The Hunt’s controversial history makes it sound a lot edgier than it actually is. Publicly criticized by President Donald Trump (“The movie… is made in order to inflame and cause chaos.”), Universal Pictures canceled its original release in September 2019. Now it’s finally coming out, and while it does involve “liberal elites” hunting working-class Americans for sport, it’s not exactly condoning their behavior. It’s a satirical horror story in a similar vein to The Purge, but with the sophistication of a B-list SNL sketch. Directed by Craig Zobel and co-written by Damon Lindelof and Nick Cuse (Watchmen), the more entertaining elements keep getting tripped up by cringey dialogue full of dated buzzwords like “snowflake” and “deplorable.
DIRECTOR: Craig Zobel
Satirizing America’s political divide, ‘The Hunt’ sees wealthy ‘liberal elites’ hunt working-class ‘deplorables.’ The action/horror scenes are great, but it’s a clumsy piece of social commentary.
Get Out is the gold standard for this kind of movie, revealing the monstrousness of a wealthy white family who hide their sadistic racism beneath a liberal facade. Outside the horror genre, Knives Out explored how a similar family abandoned their paper-thin values as soon as their wealth was threatened, banding together against the film’s Latina heroine. If you’re looking for something more lowbrow, the Purge franchise is far more insightful than its reputation suggests, and last year’s Ready or Not was a terrifically fun horror-comedy about a woman whose snobbish in-laws try to murder her. When it comes to modern riffs on The Most Dangerous Game, The Hunt is entering a crowded field. And by comparison to the movies we already have, it’s a little embarrassing.
Crystal (Betty Gilpin) leads an ensemble cast of “deplorables” kidnapped by a group of rich assholes for a deadly game of cat-and-mouse. Dumped in the middle of nowhere with a crate of weapons, they have to escape armed hunters and booby traps—an opening sequence that echoes The Hunger Games, another political thriller with more interesting things to say about class divides in America. Gilpin’s performance is what makes The Hunt worthwhile, a taciturn figure with excellent survival skills compared to her fellow victims. She’s really the only one with a layered role here, since the other characters follow basic stereotypes.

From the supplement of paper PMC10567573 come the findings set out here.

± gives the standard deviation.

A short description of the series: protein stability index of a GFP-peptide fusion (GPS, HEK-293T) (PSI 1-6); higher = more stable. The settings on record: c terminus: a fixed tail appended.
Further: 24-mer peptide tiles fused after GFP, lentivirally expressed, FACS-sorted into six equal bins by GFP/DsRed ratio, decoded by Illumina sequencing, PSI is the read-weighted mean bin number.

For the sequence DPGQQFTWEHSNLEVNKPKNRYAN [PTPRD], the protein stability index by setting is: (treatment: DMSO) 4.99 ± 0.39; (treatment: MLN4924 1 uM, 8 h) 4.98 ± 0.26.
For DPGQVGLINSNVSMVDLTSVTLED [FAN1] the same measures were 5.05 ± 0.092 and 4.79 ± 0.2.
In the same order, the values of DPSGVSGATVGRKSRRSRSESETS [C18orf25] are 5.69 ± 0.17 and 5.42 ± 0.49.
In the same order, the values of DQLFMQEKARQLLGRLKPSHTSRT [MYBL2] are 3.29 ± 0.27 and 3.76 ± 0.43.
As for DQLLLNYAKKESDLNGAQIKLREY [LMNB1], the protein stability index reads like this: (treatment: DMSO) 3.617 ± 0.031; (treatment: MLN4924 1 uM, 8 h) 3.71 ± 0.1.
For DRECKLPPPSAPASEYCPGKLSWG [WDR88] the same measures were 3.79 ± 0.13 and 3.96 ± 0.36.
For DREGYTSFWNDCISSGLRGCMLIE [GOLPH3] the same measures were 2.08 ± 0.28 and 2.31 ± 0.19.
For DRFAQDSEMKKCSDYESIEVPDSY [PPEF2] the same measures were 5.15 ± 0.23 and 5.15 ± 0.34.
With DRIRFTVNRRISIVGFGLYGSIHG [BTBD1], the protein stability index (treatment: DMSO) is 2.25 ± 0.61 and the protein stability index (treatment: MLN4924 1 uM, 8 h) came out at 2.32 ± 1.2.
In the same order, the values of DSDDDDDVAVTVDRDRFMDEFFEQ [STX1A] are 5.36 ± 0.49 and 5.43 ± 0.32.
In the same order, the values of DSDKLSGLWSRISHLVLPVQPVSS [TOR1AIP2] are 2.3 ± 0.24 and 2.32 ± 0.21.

The kidnap victims are white and mostly working-class—including a tattooed Floridian, a mulleted redneck, and a racist podcaster—and they’re prone to mouthing off about right-wing conspiracy theories. Meanwhile the rich hunters are what you’d expect (spoiled, self-absorbed and callous), dehumanizing their victims while claiming to have progressive values. They only choose white victims because they don’t want to seem racist, and their conversations are littered with little debates about politically correct terminology. Is it better to say Black or African American? Is it sexist to refer to a mixed-gender group as “guys”? Get Out and Knives Out both poked fun at the hypocrisy of their wealthy liberal villains, but The Hunt’s jokes feel more like a conservative commentator sneering about virtue signaling.
At the same time, The Hunt doesn’t have much respect for its conservative characters, either. The deplorables are mostly cannon-fodder compared to Crystal, who is admittedly awesome… but whose political role highlights a childish “both sides” message. She, the hero, is the only major character who doesn’t espouse a clean-cut set of political values, and her socioeconomic background is far less obvious. She’s the magically neutral middle ground, a self-sufficient white woman in the middle of a war between the evil 1% and the unwashed masses. Since The Hunt was written by Watchmen’s showrunner and co-producer, you have to wonder about the obvious difference in quality. Perhaps this is just what happens when Damon Lindelof writes a Trump-era political satire without the assistance of a racially diverse writers’ room.
The Hunt works much better during the straightforward action scenes. Crystal falls somewhere between John McClane and Jason Bourne: a badass everywoman with offbeat facial expressions and an innate sense of justice. Betty Gilpin (who stars in Netflix’s wrestling dramedy GLOW) excels during hand-to-hand combat sequences, while the more extreme violence is too absurd to be disturbing. Compared to other Blumhouse releases, it’s more comedy-thriller than particularly gruesome or suspenseful horror.
Over the coming weeks, people are going to weigh the risk of going to a crowded movie theater full of potentially infectious strangers. In that context, The Hunt really doesn’t feel like essential viewing. It’s fairly entertaining aside from the clumsier attempts at social commentary, but if you’re looking for a horror-comedy with political themes, there are plenty of better options available to stream at home.